An octogenarian philanthropist launched a bid to buy San Diego's dominant newspaper and turn it into one of the nation's largest nonprofit news organizations, while another major Southern California publisher shut its short-lived Los Angeles newspaper.
Malin Burnham, a prominent San Diego businessman with a background in commercial real estate and insurance, said Douglas Manchester, the current owner of U-T San Diego, has encouraged him to seek nonprofit status from the Internal Revenue Service, which may take about 90 days.
Burnham, 86, said he and Manchester exchanged proposed prices and that he believes his offer can be “in the ballpark.” He declined to be more specific.
Manchester would remain owner of the U-T San Diego headquarters building and lease offices to the newspaper, Burnham told The Associated Press.
Manchester, also a prominent San Diego businessman, who bought the newspaper in 2011, said he was ready to talk with Burnham after he gets nonprofit status but that a deal was long way from being completed.
“I have always admired and respected all that Malin has done for our community and continues to do,” Manchester wrote in a brief statement in response to a list of questions.
News of the bid came as Freedom Communications Inc. announced it was closing the Los Angeles Register only five months after launching it as a challenger to the Los Angeles Times. Freedom also said it sold the Santa Ana headquarters building of its flagship newspaper, the Orange County Register, for $27 million and will lease space there.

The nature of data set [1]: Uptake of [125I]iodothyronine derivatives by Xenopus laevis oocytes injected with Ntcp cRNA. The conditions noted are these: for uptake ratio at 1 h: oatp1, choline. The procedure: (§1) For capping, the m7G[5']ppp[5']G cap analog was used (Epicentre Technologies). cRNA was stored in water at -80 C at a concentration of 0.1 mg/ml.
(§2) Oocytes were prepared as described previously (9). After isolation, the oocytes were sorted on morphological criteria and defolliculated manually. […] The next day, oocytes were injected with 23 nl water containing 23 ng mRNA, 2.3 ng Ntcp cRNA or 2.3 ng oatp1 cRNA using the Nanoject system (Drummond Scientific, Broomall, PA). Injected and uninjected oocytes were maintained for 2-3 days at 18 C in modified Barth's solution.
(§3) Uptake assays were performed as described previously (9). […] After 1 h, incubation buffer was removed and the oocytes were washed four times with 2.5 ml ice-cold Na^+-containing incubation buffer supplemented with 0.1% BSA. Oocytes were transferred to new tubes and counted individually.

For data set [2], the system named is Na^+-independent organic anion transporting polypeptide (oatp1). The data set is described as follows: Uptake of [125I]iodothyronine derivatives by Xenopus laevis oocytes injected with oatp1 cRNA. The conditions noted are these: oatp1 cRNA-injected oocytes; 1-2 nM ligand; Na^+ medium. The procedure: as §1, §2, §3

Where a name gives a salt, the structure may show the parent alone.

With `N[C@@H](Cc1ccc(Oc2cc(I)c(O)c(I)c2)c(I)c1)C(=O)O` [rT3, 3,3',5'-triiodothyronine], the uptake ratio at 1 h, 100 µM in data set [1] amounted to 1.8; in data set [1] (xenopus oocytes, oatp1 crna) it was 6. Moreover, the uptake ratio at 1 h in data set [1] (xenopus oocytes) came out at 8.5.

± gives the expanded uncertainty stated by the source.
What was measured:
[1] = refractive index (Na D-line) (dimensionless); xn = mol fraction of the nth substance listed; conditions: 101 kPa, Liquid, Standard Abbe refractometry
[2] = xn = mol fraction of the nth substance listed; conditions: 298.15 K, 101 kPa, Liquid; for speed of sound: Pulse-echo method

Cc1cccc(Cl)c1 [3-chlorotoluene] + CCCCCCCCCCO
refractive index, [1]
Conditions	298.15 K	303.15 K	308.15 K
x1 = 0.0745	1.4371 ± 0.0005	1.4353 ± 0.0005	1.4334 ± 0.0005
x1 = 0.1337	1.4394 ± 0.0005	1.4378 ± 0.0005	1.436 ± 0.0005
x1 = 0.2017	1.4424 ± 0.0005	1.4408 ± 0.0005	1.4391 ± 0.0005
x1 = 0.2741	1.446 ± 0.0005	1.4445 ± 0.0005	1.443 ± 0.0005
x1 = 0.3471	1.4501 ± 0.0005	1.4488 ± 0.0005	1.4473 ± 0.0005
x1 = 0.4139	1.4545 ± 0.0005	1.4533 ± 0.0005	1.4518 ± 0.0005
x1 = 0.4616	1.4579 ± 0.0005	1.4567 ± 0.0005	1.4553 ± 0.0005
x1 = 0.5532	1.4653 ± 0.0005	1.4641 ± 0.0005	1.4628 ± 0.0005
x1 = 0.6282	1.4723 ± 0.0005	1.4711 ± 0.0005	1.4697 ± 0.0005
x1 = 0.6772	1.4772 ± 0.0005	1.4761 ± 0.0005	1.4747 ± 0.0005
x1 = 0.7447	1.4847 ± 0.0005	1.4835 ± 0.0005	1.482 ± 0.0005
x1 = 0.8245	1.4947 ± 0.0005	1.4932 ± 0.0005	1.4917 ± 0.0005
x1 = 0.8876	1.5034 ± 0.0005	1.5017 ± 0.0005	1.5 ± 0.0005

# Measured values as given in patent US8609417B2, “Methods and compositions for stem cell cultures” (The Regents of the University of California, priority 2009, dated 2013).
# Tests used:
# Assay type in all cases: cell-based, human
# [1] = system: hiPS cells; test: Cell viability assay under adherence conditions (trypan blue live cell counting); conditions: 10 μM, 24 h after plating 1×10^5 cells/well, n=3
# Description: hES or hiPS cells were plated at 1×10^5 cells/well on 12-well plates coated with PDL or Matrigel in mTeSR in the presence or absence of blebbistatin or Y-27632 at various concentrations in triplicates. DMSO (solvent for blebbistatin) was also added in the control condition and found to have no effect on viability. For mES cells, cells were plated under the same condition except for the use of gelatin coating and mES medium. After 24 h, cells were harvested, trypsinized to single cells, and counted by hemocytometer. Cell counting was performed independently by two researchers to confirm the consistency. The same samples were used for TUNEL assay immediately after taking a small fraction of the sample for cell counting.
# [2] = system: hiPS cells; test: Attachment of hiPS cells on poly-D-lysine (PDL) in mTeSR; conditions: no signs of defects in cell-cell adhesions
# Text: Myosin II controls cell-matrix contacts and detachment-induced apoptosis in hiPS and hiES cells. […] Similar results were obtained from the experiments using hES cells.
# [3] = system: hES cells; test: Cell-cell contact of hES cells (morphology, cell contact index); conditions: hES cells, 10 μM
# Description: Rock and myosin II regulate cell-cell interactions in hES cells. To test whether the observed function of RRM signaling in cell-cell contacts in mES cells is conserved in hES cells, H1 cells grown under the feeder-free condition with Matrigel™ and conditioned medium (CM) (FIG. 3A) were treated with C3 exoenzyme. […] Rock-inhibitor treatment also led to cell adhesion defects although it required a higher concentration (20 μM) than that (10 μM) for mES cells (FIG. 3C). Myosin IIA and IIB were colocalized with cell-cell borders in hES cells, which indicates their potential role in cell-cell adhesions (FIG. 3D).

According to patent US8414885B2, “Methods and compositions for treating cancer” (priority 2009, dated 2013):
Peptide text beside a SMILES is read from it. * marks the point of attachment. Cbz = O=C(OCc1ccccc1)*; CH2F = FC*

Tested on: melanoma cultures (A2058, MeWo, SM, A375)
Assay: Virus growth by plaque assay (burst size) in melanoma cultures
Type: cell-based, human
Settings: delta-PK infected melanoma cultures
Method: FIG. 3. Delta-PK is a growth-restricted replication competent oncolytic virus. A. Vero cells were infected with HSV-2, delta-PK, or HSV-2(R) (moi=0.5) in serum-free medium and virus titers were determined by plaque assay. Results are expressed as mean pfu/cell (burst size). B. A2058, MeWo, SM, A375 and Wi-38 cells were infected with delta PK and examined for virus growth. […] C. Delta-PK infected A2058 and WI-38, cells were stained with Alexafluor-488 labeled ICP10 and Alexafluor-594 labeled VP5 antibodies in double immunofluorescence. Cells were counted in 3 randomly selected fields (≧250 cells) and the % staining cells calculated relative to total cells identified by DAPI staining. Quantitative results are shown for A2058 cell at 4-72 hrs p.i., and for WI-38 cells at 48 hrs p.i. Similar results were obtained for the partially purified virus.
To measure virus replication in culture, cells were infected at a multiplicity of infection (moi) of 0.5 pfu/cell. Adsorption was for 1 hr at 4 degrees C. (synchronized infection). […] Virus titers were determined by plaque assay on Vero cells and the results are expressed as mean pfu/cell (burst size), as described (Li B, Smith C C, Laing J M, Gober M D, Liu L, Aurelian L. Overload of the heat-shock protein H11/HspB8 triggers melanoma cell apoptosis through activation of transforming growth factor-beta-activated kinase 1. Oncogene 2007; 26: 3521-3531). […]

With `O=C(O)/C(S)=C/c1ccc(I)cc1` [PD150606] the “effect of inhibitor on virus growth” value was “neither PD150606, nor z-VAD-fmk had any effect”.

The Los Angeles Register's demise was another setback for owners Aaron Kushner and Eric Spitz, who bought Freedom in 2012 and vastly expanded staff with a contrarian, print-centric strategy that has yet to win followers in the industry.
Freedom said it will focus on markets in Orange, Riverside and San Bernardino counties. It owns the Riverside Press-Enterprise, which it bought in November for more than $27 million.
A memo to employees from Kushner and Spitz on Monday night said there will be “staff changes,” but it did not give specifics or mention layoffs.
“Pundits and local competitors who have closely followed our entry into Los Angeles will be quick to criticize our decision to launch a new newspaper and they will say that we failed,” they wrote. “We believe the true definition of failure is not taking bold steps toward growth.”
In San Diego, Burnham is quick to say he is new to the news business and has no easy answers for a struggling industry, though he said the migration of readers online will greatly reduce costs. He said he could see reducing daily print editions in two to five years and going to a Sunday-only print edition in 10 years.
“Nobody is predicting there will be less news in the world,” Burnham said. “We believe the delivery of news is a long-term prospect.”